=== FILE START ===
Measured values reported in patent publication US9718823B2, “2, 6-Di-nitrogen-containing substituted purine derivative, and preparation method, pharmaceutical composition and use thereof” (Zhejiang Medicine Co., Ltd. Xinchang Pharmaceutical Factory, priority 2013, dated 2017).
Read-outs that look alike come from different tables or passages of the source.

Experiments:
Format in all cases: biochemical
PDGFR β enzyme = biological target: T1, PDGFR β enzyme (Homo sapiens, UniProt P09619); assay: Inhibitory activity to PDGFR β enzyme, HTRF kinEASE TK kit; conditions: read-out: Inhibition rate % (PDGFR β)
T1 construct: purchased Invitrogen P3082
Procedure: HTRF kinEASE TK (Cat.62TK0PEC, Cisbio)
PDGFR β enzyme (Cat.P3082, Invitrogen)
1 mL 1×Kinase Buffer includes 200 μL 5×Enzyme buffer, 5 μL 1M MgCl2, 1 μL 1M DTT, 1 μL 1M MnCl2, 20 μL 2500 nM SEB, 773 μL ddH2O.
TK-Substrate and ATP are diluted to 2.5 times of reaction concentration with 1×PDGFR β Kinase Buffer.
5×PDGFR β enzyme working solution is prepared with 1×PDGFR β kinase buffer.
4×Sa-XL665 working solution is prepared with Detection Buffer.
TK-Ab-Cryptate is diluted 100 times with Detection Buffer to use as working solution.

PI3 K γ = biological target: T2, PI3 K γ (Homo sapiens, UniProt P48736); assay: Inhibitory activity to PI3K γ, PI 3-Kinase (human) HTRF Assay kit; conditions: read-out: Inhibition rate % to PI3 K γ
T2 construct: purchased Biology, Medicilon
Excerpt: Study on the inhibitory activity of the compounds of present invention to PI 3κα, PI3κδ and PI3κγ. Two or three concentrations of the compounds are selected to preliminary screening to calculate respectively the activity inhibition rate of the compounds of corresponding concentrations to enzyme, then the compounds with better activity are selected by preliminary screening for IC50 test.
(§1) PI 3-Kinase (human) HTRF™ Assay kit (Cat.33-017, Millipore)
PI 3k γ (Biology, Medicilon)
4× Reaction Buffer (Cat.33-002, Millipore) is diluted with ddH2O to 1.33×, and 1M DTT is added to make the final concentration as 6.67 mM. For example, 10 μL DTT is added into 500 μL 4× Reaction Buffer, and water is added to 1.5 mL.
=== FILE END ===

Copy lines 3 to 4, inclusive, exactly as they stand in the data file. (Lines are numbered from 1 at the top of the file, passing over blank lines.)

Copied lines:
Experiments:
Format in all cases: biochemical